For this reason, an exhibition has to communicate with visitors at three levels at least. The first is the individual, which is to say that the visitor has to be able to respond to the exhibition message and go round the exhibition him or her self, without the aid of guide or catalogue, with as much influence from museographic aids as he chooses himself. The second level is the group level, where the individual goes round the exhibition as part of a group, and tries to take in the offered message with the help of a guide. He combines what he sees with what the guide draws his attention to, and supplements his knowledge in consultation with members of the group, taking over part of the manner of thinking of the group he belongs too The third level is the orientational, where the individual or the group has the exhibition explained bit by bit, the purpose being to combine the exhibition with the acquisition of new knowledge or habits.
A museum exhibition is a product of someone’s (an expert’s) will and desire. The impact of the given time of museal definiteness of the very museum objects taking part in the exhibition process. The superadded new values are the result of the influence of the context on the individual museum object, whether it is real, created by coexistence of objects in a given ambiance and visualized with the assistance of museum aids or virtual, the consequence of the social climate or circumstances in which the exhibition and its communication with the public goes on. In brief, a museum exhibition is a kind of imaginary reality of the past created with real museum items in the present, in the context and in interrelationships in which they could have been together and worked together only very seldom in the past, and which are the results of the creative wishes of the author of the exhibition and the laws of some of the fundamental scholarly or scientific disciplines that deal with a given segment of the relevant world of objects (archaeology, history of art, ethnology and so on). The exhibition is an intellectual construct of selected phenomena of the past created through the knowledge of the present about that same past. This combination of virtual and real is the basis for every interpretation of the past at a museum exhibition and its basic premise.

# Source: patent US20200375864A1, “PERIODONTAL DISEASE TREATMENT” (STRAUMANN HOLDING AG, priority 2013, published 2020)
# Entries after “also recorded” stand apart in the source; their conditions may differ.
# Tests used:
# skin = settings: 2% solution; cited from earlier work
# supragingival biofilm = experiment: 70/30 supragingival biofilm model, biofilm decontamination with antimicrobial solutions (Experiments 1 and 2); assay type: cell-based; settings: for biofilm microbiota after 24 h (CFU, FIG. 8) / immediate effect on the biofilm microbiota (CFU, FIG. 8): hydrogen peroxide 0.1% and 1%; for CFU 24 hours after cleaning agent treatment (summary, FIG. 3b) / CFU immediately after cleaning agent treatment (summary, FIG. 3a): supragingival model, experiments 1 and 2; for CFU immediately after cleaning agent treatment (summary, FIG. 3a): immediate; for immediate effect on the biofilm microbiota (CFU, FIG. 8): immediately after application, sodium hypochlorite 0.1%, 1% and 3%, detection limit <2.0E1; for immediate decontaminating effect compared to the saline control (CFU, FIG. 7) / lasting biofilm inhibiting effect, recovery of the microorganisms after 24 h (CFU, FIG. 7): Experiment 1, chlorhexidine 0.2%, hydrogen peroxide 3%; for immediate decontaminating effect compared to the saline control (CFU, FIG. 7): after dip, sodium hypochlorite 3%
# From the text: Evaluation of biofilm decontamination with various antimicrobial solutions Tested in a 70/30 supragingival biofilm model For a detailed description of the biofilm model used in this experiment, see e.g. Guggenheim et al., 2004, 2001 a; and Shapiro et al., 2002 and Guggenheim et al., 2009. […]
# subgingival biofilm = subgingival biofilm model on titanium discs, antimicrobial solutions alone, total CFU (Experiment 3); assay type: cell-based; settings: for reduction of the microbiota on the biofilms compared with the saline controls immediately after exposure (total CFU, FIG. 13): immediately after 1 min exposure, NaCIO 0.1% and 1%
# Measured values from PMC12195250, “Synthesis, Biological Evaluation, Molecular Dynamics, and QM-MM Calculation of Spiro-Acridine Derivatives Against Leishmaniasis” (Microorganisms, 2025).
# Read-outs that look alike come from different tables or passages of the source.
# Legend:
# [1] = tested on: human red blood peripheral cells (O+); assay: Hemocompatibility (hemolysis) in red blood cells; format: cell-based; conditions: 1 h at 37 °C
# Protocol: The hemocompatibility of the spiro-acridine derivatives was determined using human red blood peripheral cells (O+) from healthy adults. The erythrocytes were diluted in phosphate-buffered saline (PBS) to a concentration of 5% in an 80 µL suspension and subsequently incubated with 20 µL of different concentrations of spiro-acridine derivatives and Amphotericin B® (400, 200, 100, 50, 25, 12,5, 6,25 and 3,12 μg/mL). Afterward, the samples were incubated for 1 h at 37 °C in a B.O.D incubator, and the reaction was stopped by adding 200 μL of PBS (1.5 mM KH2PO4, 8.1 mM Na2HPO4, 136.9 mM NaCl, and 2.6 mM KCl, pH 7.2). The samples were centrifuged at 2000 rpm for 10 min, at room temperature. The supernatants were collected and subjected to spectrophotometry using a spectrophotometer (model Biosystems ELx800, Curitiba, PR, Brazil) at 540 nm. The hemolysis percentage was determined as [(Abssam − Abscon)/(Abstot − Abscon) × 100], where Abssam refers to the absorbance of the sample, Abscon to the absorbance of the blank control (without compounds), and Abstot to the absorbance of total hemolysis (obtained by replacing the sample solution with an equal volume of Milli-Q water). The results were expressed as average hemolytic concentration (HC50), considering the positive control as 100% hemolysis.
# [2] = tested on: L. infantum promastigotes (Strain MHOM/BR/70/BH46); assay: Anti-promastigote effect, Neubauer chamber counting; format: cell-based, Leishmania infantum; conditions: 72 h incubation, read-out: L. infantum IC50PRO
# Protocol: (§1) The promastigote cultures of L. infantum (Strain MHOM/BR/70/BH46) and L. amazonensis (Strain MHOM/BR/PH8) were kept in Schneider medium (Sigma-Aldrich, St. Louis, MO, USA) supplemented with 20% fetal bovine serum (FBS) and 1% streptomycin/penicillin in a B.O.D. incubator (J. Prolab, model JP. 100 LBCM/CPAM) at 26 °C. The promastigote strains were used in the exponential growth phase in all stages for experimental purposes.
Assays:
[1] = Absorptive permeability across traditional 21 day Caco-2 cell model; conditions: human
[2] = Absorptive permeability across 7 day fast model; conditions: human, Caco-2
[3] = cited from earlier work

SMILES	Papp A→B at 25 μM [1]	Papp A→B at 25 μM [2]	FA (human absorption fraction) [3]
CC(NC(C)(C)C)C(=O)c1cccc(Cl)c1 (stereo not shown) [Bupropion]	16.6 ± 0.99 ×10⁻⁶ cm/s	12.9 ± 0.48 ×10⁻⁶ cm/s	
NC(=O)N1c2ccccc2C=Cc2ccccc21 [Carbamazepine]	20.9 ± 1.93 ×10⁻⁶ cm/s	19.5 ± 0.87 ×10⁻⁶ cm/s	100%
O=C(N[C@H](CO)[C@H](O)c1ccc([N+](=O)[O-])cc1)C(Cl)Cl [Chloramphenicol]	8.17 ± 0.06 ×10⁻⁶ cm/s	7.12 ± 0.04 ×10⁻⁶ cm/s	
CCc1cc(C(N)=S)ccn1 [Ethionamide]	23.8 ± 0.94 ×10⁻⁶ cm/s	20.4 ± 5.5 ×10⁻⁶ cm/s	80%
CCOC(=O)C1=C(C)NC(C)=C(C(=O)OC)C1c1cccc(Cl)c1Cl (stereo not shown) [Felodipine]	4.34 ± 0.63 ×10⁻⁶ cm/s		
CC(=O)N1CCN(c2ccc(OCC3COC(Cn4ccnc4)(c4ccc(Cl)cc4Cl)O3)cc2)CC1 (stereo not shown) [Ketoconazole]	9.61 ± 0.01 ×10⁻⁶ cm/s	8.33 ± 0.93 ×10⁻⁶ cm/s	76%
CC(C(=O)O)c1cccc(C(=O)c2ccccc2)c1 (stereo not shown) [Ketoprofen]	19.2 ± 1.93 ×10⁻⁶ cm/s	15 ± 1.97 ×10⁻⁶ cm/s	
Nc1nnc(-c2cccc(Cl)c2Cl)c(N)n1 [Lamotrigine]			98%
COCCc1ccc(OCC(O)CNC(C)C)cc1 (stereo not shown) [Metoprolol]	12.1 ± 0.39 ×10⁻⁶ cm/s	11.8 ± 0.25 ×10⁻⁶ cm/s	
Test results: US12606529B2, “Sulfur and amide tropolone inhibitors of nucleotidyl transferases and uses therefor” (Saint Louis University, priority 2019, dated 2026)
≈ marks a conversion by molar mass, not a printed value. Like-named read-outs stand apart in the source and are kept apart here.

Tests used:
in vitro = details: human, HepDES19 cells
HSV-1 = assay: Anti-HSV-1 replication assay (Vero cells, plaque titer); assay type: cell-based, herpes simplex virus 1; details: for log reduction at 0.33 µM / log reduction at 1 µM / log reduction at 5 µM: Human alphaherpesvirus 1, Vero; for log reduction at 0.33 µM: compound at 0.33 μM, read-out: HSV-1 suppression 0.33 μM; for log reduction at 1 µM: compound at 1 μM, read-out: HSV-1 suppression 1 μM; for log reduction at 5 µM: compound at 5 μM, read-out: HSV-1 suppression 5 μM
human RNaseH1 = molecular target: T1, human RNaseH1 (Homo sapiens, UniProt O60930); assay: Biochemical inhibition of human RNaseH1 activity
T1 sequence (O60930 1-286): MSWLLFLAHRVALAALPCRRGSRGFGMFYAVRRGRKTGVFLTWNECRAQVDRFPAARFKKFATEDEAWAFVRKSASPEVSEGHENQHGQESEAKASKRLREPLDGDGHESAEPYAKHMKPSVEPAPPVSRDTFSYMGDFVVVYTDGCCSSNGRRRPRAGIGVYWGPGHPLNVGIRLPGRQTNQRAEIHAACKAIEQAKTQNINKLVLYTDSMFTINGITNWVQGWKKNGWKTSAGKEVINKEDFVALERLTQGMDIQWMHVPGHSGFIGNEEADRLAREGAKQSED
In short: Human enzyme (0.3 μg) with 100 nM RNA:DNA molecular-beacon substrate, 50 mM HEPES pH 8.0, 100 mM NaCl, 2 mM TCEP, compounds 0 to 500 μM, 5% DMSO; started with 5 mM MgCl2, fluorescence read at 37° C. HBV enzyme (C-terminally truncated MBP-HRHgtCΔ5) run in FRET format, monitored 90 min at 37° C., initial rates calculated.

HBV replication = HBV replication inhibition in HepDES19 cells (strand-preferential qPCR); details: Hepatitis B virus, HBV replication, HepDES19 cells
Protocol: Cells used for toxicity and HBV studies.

We would close with a few thoughts of Siegfried Lenz expressed in his award-winning book The Home/and Museum. He wonders what happens after the closing of a homeland museum. Stressing the connection of museum objects and public, he goes on to say that the objects were of value only as long as others were looking at them, and while, during their looking at them, they learned something about themselves. When they were isolated from the public, they were just alone, witnesses of the human past, marked and carefully distributed among cases, cupboards and display shelves, redeemed from decay, but in this new, shady refuge, almost as if they had died some other, if more prestigious death (Lenz, 1986:405). The museological challenge seems to well up from these words. Because we do not collect objects, the moment we are gathering them in, only to keep them and guard them, but to put material of the present under lock and key so that through keeping they should gain a patina, layers of noble mould, one day becoming witnesses suitable for museum exhibits (Lenz, 1986:418). In this, this well-known author perhaps even inadvertently described the phenomenon of museality, which is the foundation of a diverse exhibition activity, a spur to the creation of relations between past and present. The true museological challenge of the museum exhibition is in the recognition of museality and in making a statement about it in the present.
Main photo: Talent hits a target… (But does it float?)